Bananas are VERY popular in our house.
We eat at least 3-4 between us each day. I personally have at least 2, and my step-son will often have 2 each day as well.
Which means we end up with a lot of banana peels.
Up until recently they’ve gone the way of all our other organic waste, straight into the worm farm.
But when I really took notice of how many peels we actually end up with, I wondered if there was something useful I could do with them instead.
Not that they’re not well used in the worm farm, but the worms have plenty of food and it just seemed like an excess of banana peels could do more, be more.
After all, bananas are an excellent source of potassium, and phosphorous, two things that are good for us humans, but also great for plants.
So I did a little research and it turns out that, like many things, you can use bananas in the garden as a natural fertiliser.
The peels not only contain potassium and phosphorus, but also add nitrogen to the soil as they decompose, as well as smaller traces of sulphur, magnesium and calcium.
Making Banana Fertiliser
Making Banana fertiliser is really simple.
There’s no fancy methods involved at all, and there are 5 easy ways to achieve the same outcome – healthy, happy plants.
Banana Plant Shake
The first way to create your banana fertiliser is to take the banana peels, and the banana if you are throwing it out for some reason, and blend it all up with a few cups of water.
It will make a pretty yucky looking shake, but your plants will LOVE it.
For an added punch you could also add any egg shells you have in your waste as well.
Apply it around the baseline of your plants and then water it in well.
Dig A Banana
The most simple of all the ways to use your peels is to simply chop them up, and then dig them into the soil either around your plants, or in an area that you will be planting in the future.
While underground they will decompose and leech their nutrients into you soil.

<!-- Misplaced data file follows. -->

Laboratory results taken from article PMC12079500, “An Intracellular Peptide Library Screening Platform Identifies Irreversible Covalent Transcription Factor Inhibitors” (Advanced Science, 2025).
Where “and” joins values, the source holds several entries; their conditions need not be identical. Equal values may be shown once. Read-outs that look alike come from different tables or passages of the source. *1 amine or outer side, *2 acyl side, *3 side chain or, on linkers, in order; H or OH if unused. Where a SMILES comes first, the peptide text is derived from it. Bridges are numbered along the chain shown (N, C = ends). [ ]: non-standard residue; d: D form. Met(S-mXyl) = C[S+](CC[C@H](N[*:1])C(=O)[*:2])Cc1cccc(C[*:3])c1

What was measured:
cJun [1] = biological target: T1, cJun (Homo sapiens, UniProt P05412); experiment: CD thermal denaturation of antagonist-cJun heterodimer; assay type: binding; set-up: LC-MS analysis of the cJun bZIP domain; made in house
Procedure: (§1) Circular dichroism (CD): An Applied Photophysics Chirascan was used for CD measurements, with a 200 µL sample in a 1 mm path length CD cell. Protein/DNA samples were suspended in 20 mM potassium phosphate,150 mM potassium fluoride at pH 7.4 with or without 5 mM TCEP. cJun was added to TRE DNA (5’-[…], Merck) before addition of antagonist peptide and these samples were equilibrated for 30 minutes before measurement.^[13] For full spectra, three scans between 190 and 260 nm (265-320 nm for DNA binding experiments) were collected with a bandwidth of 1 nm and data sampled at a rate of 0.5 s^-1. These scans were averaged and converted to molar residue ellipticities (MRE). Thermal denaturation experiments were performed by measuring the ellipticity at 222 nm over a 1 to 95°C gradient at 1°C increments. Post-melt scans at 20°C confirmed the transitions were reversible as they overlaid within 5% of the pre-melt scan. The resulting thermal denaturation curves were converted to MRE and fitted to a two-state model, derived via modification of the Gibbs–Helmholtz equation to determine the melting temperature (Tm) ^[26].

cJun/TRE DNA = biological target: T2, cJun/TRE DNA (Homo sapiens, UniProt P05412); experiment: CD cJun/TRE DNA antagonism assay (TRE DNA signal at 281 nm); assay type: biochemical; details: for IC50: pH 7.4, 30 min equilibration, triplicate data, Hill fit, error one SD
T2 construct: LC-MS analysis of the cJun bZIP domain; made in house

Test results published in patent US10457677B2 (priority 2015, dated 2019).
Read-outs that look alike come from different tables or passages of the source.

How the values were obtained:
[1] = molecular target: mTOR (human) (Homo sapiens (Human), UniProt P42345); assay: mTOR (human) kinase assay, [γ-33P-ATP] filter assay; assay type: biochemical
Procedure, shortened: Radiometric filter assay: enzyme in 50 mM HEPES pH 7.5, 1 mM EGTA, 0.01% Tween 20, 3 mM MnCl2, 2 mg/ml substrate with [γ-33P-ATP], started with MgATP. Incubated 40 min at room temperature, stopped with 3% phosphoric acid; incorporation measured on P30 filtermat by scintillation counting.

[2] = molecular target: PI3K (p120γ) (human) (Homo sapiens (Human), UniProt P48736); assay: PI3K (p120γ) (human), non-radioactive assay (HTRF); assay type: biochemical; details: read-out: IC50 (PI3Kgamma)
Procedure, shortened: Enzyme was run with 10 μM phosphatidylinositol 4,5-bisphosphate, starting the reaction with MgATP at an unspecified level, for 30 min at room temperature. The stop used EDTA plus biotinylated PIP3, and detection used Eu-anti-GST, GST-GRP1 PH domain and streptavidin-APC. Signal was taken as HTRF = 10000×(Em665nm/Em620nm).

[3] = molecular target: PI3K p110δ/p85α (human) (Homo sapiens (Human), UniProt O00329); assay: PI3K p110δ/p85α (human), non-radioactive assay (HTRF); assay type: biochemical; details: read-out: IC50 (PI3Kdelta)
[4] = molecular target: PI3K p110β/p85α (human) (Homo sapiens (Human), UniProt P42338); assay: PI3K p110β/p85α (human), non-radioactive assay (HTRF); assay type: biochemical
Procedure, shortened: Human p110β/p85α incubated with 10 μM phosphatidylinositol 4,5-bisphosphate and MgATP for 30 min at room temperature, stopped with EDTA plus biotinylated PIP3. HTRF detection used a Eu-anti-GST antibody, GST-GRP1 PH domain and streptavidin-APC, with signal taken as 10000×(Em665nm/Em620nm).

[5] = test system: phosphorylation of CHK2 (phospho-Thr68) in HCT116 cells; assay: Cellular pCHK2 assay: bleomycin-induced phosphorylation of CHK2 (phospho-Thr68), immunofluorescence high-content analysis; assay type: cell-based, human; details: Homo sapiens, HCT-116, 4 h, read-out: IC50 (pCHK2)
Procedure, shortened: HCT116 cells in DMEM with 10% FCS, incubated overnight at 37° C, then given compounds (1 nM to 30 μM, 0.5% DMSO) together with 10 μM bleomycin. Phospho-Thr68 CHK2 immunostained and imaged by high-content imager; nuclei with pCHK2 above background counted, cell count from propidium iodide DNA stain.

Be careful to avoid the roots of your plants when digging of course.
You can make a banana tea, just as you would with seaweed.
There’s no chopping involved with this method. Simply throw your peels into a large bucket or container of water and leave the peels to soak for about a week.
Remove the peels (they can go then into your worm farm once all the nutrients are depleted) and then apply the tea to the baseline of your plants.
If you’re not ready to use your peels straight away, you can make a banana dust and store it for use any time.
Lay you peals out on paper towels or baking paper and either put them in a dehydrator like the Excalibur or let them air dry for a few days until they are crunchy.
Then you can crunch them up by hand, or put them through a blender to make a fine dust.
Store the peel dust at room temperature in a sealed container and anytime you think a plant needs a helping hand, sprinkle some of your banana dust onto the soil and water it in.
Getting A Head Start
If you are potting up any of your edibles, pop a banana peel in the bottom of the pot before you start, then fill with soil.
The peel will break down over time and release the nutrients into the soil for take up by your plant.
Like any fertiliser, you need to be careful when applying the banana fertiliser, making sure to only add amounts that are comfortable for your plants.
Any over use can harm your plants, and it’s always a good idea to water well after applying your fertiliser.
So now you can put your bananas peels to good use, and grow great plants without adding chemical fertilisers.
And for other organic fertiliser or pesticide recipes, check out the Maintenance category on the main menu.
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